Wednesday, May 21, 2008
I don't really have the same connotation for biking. When I was a little kid I rode my bike a lot, but it wasn't because it was a fun activity. I was the daughter of a single mother who couldn't take off work drive me to tennis practice or other summer activities. I rode my bike around in the summer because I had to. Riding my bike is fine, but for me it's much more of a utilitarian feeling than one of a joyous childhood fulfillment.
Despite Obama’s hybrid racial pedigree, he is “black” by the one-drop tradition. Unlike most black Americans, however, his history is not framed by generations of racial subordination. This distinction is significant. Because Obama’s ancestral narrative lacks slavery, his self-image likely lacks the wounds from that history.A commentor responds to the article:
I am young (29) and white. Like many others in those categories, I am voting for Obama. Like anyone my age, I have never seen a race-based drinking fountain or a segregated bus. Race is not an issue for me and I think that is true for most people of my generation.Of course this male commentor has never experienced problems with race. By the very benefit of his skin color he is largely blind to some of the really awful shit that happens in America. It's easy when you never experience racism, firsthand or otherwise, to pretend that we live in a world that is "beyond race."
Tuesday, May 20, 2008
Monday, May 19, 2008
Friday, May 16, 2008
Most of those protesting the Schlafly degree say that they would not object to her giving a lecture on the campus. Some might picket outside, but they would never challenge the right of a controversial figure to express her ideas, they say. An honorary doctorate is different from a lecture, they argue, because it is an honor, because it takes place at graduation, and because a doctorate — as the highest degree a university can award — conveys a sense of institutional endorsement.If WU is merely endorsing the Schlafly's right to express ideas rather than the ideas themselves then what's the point of the award. Universities already endorse the free exchange of ideas in the very tenants of the institution of education. By citing this as a reason, university officials are implying Schlafly is doing something brave and new by putting forth unpopular ideas -- but the ideas she purports are merely reinforcement of old stereotypes and a resistance to real science and education.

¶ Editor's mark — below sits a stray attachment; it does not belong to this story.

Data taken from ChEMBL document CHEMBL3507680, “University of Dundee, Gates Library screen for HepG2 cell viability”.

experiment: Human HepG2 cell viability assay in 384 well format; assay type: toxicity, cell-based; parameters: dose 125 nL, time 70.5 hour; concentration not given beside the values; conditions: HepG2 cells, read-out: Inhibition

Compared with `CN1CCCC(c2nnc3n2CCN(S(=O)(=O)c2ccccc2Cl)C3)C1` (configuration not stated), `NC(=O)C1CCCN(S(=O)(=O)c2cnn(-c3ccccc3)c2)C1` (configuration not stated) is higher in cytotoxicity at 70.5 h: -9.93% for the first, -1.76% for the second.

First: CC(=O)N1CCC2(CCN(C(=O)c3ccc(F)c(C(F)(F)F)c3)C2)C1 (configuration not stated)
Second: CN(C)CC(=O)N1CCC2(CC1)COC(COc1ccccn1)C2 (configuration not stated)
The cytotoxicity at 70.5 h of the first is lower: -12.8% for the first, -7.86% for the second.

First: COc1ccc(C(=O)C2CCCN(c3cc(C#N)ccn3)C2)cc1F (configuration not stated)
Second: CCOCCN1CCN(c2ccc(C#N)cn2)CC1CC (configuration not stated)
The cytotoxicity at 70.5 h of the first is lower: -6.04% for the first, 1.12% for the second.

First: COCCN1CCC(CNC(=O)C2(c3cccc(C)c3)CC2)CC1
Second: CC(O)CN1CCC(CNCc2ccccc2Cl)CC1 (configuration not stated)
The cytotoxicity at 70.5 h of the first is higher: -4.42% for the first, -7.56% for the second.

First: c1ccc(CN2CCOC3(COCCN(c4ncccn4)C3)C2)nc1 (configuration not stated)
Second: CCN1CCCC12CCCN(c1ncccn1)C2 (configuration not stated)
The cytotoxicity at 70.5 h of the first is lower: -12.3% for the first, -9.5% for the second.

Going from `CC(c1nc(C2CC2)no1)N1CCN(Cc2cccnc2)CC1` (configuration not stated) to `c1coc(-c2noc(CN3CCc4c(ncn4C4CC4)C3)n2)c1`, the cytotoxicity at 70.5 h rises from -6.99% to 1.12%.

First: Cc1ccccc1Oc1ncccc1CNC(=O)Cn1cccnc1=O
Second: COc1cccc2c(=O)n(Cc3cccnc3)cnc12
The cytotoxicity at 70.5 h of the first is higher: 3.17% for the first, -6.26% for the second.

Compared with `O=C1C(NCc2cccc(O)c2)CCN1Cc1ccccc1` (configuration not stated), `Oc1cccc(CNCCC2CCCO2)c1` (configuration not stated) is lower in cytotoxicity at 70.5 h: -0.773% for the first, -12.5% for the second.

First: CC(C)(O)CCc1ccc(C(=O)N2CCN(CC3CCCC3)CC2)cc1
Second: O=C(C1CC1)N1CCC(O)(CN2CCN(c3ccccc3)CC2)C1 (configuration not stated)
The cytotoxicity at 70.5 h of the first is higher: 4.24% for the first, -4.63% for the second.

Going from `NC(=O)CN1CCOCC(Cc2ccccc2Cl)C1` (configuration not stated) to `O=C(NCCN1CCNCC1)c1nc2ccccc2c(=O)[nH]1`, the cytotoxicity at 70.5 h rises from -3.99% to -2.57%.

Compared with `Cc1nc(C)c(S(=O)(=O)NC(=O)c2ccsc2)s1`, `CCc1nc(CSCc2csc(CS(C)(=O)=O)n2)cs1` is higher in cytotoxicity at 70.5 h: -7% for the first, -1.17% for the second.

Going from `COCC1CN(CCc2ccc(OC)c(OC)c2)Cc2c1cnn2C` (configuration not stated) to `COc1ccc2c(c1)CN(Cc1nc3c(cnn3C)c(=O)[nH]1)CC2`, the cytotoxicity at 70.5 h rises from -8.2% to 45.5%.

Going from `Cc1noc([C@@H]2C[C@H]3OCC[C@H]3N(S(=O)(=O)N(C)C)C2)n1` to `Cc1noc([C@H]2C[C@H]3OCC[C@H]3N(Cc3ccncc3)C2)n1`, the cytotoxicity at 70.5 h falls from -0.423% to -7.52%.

Furthermore, Jaschik notes that other universities have dealt better with this idea of doling out honorary degrees. The University of Chicago, for instance, only awards honorary degrees to scholars that are nominated by the school's professors. Cornell University avoids the subject altogether and just doesn't award honorary degrees. The question that Jaschik poses is a good one. With so many universities giving out honorary degrees, they can't all be to thoughtful scholars or those that make significant social change. In many cases, it seems that honorary degrees are nothing more than a publicity stunt or means of getting a famous person at a graduation ceremony. When so many people labor long and hard for years to earn real doctorates, the practice of awarding honorary ones seems silly and unfair. I'd be happy to see this convention junked altogether.
Thursday, May 15, 2008